I was tinkering around with one of my head-to-head teams the other day, trying to improve my lackluster production, and I started to look at the career of one of my bench players: Adam Dunn. I got so sidetracked that I didn’t even end up making any changes to my team, but I did discover something fairly interesting. Dunn, who used to be thought of as a top tier player, in both fantasy and reality, has never been to the playoffs in his 11-year career. This isn’t some enormously enormous finding, but it is when you couple it with these two facts: 1) Dunn has only once been on a .500 or better team and 2) each organization that Dunn left, via trade or free agency, either made the playoffs or went .500 or better (the 2011 Washington Nationals went 80-81 without Dunn)—or both—within two years of being Dunn-less.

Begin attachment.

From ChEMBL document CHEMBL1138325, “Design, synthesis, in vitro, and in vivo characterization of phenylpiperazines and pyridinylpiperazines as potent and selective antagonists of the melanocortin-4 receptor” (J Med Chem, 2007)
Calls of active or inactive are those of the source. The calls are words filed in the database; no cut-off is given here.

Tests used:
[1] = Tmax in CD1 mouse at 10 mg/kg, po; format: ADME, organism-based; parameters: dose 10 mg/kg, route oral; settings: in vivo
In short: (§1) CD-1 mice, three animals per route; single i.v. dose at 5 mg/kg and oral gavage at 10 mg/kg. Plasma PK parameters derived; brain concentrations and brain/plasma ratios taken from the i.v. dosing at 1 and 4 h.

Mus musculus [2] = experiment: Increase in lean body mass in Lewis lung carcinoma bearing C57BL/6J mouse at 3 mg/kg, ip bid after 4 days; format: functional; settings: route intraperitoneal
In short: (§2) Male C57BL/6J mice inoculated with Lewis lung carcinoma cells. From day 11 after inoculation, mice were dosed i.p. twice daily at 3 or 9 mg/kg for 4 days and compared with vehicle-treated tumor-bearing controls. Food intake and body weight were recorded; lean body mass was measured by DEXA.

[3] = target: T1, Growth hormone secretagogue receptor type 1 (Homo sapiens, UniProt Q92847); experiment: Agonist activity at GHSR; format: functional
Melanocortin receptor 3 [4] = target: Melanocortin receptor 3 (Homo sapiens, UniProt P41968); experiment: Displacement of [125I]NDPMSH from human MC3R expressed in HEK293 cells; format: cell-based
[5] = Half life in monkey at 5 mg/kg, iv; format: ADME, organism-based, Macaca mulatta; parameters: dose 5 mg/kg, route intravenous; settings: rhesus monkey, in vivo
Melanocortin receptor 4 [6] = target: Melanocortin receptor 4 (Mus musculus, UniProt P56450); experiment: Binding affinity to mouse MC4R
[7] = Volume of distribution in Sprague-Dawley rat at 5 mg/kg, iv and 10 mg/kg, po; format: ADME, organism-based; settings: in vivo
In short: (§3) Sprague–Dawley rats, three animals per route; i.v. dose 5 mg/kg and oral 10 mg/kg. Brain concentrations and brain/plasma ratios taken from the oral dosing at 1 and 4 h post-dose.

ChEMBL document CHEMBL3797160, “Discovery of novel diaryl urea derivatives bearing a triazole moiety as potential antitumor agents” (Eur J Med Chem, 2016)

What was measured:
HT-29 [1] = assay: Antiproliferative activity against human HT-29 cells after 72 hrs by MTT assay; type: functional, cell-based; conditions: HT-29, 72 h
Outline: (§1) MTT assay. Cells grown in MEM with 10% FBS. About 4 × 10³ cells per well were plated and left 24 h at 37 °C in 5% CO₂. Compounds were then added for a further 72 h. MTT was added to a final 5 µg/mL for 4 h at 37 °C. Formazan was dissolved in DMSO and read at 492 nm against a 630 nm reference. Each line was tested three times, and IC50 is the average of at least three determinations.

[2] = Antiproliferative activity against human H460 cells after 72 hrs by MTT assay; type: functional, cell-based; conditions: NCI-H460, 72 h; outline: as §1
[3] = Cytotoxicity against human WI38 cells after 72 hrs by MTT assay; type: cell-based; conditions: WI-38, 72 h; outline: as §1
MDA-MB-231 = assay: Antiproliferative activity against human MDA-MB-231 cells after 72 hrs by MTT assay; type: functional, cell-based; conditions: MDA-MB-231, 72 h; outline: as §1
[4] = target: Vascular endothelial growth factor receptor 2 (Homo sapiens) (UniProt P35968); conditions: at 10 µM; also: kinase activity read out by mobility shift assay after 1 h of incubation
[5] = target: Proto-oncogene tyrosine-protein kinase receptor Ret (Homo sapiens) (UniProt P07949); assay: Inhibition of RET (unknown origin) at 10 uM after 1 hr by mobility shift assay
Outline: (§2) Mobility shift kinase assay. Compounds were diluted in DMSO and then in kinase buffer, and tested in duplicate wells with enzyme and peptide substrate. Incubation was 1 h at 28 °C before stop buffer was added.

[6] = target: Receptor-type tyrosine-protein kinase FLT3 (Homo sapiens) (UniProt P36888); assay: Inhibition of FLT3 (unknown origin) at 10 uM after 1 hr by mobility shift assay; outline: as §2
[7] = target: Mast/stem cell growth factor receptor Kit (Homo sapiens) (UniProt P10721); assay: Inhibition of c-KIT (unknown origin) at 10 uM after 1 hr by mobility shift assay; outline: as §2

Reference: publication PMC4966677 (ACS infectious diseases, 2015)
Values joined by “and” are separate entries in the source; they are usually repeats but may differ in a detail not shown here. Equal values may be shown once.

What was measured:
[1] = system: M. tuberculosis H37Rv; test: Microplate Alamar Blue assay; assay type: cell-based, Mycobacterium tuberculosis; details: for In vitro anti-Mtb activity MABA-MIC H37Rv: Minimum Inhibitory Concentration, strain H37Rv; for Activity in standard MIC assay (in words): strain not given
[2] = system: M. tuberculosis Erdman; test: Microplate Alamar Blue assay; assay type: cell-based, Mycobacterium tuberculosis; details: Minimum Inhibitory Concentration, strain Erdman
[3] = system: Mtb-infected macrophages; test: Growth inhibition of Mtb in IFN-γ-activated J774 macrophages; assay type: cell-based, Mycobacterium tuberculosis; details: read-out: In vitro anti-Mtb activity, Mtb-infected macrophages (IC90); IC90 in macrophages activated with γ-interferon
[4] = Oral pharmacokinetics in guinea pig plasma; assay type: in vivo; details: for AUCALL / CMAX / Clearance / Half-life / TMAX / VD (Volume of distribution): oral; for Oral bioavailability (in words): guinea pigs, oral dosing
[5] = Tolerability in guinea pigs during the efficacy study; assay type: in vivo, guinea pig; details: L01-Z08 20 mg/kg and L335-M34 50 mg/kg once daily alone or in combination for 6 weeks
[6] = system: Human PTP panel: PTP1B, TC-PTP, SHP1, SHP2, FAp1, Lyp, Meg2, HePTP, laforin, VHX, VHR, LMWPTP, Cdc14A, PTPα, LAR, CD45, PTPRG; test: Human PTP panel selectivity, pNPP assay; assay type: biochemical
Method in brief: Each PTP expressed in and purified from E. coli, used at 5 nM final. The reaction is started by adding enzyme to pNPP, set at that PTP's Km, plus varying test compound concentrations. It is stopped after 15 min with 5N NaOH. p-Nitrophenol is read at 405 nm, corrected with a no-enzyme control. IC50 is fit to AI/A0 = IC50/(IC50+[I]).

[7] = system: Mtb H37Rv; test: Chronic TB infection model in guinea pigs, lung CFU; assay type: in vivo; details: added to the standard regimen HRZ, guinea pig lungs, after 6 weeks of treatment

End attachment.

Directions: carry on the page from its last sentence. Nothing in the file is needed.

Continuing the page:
What makes it even worse is the Cincinnati Reds were 85-77 in 2000, the year before he broke into the Bigs. The Arizona Diamondbacks, the team Dunn was traded to mid-2008 to help them make the playoffs, ended up stumbling down the stretch (22-22 with Dunn) and missed the playoffs by two games to the dreaded Dodgers. In 2010, the Chicago White Sox were 88-74 (you guessed it!) without Dunn. Last year, in his first year with the club, the ChiSox went 79-83 and he hit a paltry .159, gathering only 66 hits, while striking out 177 times.